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Not your average insect

Bike users group encourages transportation on two wheels

Published: Tuesday, February 23, 2010

Updated: Tuesday, February 23, 2010 19:02

bike

Patrick Tracy

Bikes with broken frames, flat tires and rusted chains are strewn throughout campus with no one to repair them back to useable condition.

This will all change with the initiatives of UVM's newest prospective club, the Bike Users Group (BUG).  BUG is trying to help create a way to get more bikes onto those beat up bike racks, according to its founders.

"[The mission of BUG is to] promote bike use within the UVM community and provide a hub for bike users and bike culture," junior Todd Alleger said.

 "We want give students access to bike maintenance and bike maintenance skills while also giving everyone free access to a bike," junior Jesse Simmons said.

The new club hopes to start a bike-sharing fleet and bike repair shop on campus, because there is currently no such place on campus that offers those services.  "We will hopefully get a space where we can have a co-op, which will give us space for students to work on their bikes," senior Phil Fandel said.

Once a cooperative is established, students will feel more encouraged and actually have the resources to ensure bike riding as an easier way to travel, he said.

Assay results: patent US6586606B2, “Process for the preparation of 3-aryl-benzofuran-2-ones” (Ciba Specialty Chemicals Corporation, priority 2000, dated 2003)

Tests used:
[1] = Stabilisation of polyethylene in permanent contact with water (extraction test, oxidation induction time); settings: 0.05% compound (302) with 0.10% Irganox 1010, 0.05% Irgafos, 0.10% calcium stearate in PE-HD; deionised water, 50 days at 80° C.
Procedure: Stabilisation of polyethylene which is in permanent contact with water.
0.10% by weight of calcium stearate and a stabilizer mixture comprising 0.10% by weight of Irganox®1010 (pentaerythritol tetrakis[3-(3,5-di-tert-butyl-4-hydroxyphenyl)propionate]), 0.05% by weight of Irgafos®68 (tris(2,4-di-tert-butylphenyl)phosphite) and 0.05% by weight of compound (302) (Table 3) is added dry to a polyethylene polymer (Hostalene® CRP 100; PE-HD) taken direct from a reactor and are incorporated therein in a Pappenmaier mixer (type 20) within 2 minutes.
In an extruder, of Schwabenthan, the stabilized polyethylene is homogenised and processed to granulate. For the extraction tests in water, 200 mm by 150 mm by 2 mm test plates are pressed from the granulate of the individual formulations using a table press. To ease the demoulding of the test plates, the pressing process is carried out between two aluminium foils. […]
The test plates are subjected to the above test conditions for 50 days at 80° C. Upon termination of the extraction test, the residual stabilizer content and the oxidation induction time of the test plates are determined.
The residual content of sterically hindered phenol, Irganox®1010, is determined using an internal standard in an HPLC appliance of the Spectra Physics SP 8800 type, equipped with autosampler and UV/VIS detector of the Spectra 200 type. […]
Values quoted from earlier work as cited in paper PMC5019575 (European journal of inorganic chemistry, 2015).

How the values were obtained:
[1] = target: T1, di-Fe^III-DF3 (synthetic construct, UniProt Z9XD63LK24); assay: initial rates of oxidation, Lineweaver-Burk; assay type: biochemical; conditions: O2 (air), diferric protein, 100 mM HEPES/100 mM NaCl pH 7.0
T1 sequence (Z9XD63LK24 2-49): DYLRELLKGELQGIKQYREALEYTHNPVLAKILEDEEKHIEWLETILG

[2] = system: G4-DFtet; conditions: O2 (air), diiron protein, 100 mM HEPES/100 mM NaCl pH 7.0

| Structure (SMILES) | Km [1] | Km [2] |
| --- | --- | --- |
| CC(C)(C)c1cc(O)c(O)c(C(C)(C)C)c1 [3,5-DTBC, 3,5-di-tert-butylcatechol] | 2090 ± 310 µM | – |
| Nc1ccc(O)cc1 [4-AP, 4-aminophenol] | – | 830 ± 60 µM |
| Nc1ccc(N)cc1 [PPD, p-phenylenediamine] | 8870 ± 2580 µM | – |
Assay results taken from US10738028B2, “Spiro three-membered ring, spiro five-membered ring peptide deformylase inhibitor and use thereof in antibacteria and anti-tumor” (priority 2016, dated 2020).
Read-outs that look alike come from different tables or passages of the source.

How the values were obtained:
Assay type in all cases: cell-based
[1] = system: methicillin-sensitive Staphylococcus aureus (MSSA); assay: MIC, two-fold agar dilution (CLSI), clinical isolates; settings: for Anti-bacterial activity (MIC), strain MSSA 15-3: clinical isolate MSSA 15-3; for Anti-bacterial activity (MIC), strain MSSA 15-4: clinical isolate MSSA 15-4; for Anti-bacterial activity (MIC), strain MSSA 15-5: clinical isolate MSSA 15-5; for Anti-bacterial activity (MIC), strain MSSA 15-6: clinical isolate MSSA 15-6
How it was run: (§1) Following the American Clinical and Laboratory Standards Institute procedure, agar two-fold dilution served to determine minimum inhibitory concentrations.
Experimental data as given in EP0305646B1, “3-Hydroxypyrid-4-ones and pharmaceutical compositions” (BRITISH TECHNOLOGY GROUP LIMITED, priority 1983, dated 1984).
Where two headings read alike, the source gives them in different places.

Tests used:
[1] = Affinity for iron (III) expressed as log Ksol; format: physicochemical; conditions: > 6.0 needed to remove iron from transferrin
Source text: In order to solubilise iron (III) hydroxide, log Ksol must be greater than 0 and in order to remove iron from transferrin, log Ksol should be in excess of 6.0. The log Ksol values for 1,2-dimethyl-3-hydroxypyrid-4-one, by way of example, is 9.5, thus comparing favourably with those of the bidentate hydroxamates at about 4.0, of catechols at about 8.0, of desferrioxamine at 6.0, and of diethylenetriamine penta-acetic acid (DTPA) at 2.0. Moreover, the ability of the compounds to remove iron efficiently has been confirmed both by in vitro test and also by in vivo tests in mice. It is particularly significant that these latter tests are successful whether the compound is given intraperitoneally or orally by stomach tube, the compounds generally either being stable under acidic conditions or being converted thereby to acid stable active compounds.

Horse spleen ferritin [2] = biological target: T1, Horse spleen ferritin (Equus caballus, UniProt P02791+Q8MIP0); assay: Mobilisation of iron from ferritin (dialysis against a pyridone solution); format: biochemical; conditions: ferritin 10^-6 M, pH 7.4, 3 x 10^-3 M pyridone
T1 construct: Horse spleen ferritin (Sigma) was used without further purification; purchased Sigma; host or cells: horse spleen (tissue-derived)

Junior Mickey Hardt agrees.  "A co-op can provide such a wide range of features," he said.  "It would benefit all bike users."

Along with repairing bikes and using bikes, one of the biggest goals of BUG is to work with the community and create student-community partnerships, Simmons said.

"We got together and decided that Burlington and the University of Vermont is the perfect spot geographically and culturally for a bike sharing program," he said.

As a bike rider around campus, Anthropology Professor Luis Vivanco wants to see more support for cyclists.

"There is no quicker, healthier and more ecologically sustainable way to move yourself around Burlington than a bicycle," he said.

BUG founders believe that they can help change the minds of the University administration and are taking strides to influence transportation planning.

"We're actually completely aligned with transportation planning missions and the campus-planning mission except nobody has really done anything yet," Fandel said.  "So this club is really getting the university on its track."

In a car-centered culture, it is difficult for American to think of bikes as a practical way to get around, Vivanco said.

Still, "getting used bikes should be a cinch," he said.

"The hard part will be getting administration approval for a bike share program and then building a culture of user-respect for the bikes," Vivanco said.

While BUG is still in its embryonic stage, Simmons said all of its current members are looking optimistically towards the future.

"Its exciting because anyone who joins can really have a stake in where BUG goes," he said.  "Anyone and everyone can offer something to BUG at this point in time."


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